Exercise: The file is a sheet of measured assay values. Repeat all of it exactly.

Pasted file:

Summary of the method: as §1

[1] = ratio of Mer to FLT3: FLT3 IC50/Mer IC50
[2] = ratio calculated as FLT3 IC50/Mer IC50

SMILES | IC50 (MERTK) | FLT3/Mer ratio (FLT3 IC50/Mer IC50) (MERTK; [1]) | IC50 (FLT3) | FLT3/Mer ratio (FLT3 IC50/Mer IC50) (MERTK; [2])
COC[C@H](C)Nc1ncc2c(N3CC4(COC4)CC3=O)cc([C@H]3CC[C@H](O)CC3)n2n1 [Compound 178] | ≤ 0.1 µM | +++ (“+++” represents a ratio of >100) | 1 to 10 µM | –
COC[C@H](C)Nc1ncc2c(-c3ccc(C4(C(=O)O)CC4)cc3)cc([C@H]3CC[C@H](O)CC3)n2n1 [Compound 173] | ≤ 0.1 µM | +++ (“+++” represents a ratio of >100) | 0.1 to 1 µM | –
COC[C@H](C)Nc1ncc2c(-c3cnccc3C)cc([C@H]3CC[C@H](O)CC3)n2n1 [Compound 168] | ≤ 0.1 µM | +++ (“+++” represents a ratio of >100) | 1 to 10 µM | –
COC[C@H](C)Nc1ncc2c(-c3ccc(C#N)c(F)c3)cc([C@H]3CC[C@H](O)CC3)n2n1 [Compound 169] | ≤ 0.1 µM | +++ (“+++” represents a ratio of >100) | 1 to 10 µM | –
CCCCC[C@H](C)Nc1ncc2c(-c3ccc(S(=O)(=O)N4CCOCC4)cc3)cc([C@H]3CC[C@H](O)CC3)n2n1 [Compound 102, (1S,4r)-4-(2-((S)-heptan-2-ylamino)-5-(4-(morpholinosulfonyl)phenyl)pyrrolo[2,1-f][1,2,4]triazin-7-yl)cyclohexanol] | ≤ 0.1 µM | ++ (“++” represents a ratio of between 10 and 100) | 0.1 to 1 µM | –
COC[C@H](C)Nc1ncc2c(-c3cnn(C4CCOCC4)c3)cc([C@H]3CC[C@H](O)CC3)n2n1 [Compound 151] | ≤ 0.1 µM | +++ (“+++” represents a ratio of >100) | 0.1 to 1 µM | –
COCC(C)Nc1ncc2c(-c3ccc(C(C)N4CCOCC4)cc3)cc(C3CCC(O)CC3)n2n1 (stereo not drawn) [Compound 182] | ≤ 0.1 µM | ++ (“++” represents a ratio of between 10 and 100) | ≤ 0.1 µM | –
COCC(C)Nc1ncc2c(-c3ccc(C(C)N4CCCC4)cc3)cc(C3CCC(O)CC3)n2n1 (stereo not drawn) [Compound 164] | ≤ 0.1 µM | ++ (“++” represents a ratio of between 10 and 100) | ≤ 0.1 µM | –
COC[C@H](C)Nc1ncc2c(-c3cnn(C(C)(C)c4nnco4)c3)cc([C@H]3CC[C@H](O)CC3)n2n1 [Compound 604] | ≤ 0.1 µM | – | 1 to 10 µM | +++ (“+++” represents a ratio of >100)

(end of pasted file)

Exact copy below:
Summary of the method: as §1

[1] = ratio of Mer to FLT3: FLT3 IC50/Mer IC50
[2] = ratio calculated as FLT3 IC50/Mer IC50

SMILES | IC50 (MERTK) | FLT3/Mer ratio (FLT3 IC50/Mer IC50) (MERTK; [1]) | IC50 (FLT3) | FLT3/Mer ratio (FLT3 IC50/Mer IC50) (MERTK; [2])
COC[C@H](C)Nc1ncc2c(N3CC4(COC4)CC3=O)cc([C@H]3CC[C@H](O)CC3)n2n1 [Compound 178] | ≤ 0.1 µM | +++ (“+++” represents a ratio of >100) | 1 to 10 µM | –
COC[C@H](C)Nc1ncc2c(-c3ccc(C4(C(=O)O)CC4)cc3)cc([C@H]3CC[C@H](O)CC3)n2n1 [Compound 173] | ≤ 0.1 µM | +++ (“+++” represents a ratio of >100) | 0.1 to 1 µM | –
COC[C@H](C)Nc1ncc2c(-c3cnccc3C)cc([C@H]3CC[C@H](O)CC3)n2n1 [Compound 168] | ≤ 0.1 µM | +++ (“+++” represents a ratio of >100) | 1 to 10 µM | –
COC[C@H](C)Nc1ncc2c(-c3ccc(C#N)c(F)c3)cc([C@H]3CC[C@H](O)CC3)n2n1 [Compound 169] | ≤ 0.1 µM | +++ (“+++” represents a ratio of >100) | 1 to 10 µM | –
CCCCC[C@H](C)Nc1ncc2c(-c3ccc(S(=O)(=O)N4CCOCC4)cc3)cc([C@H]3CC[C@H](O)CC3)n2n1 [Compound 102, (1S,4r)-4-(2-((S)-heptan-2-ylamino)-5-(4-(morpholinosulfonyl)phenyl)pyrrolo[2,1-f][1,2,4]triazin-7-yl)cyclohexanol] | ≤ 0.1 µM | ++ (“++” represents a ratio of between 10 and 100) | 0.1 to 1 µM | –
COC[C@H](C)Nc1ncc2c(-c3cnn(C4CCOCC4)c3)cc([C@H]3CC[C@H](O)CC3)n2n1 [Compound 151] | ≤ 0.1 µM | +++ (“+++” represents a ratio of >100) | 0.1 to 1 µM | –
COCC(C)Nc1ncc2c(-c3ccc(C(C)N4CCOCC4)cc3)cc(C3CCC(O)CC3)n2n1 (stereo not drawn) [Compound 182] | ≤ 0.1 µM | ++ (“++” represents a ratio of between 10 and 100) | ≤ 0.1 µM | –
COCC(C)Nc1ncc2c(-c3ccc(C(C)N4CCCC4)cc3)cc(C3CCC(O)CC3)n2n1 (stereo not drawn) [Compound 164] | ≤ 0.1 µM | ++ (“++” represents a ratio of between 10 and 100) | ≤ 0.1 µM | –
COC[C@H](C)Nc1ncc2c(-c3cnn(C(C)(C)c4nnco4)c3)cc([C@H]3CC[C@H](O)CC3)n2n1 [Compound 604] | ≤ 0.1 µM | – | 1 to 10 µM | +++ (“+++” represents a ratio of >100)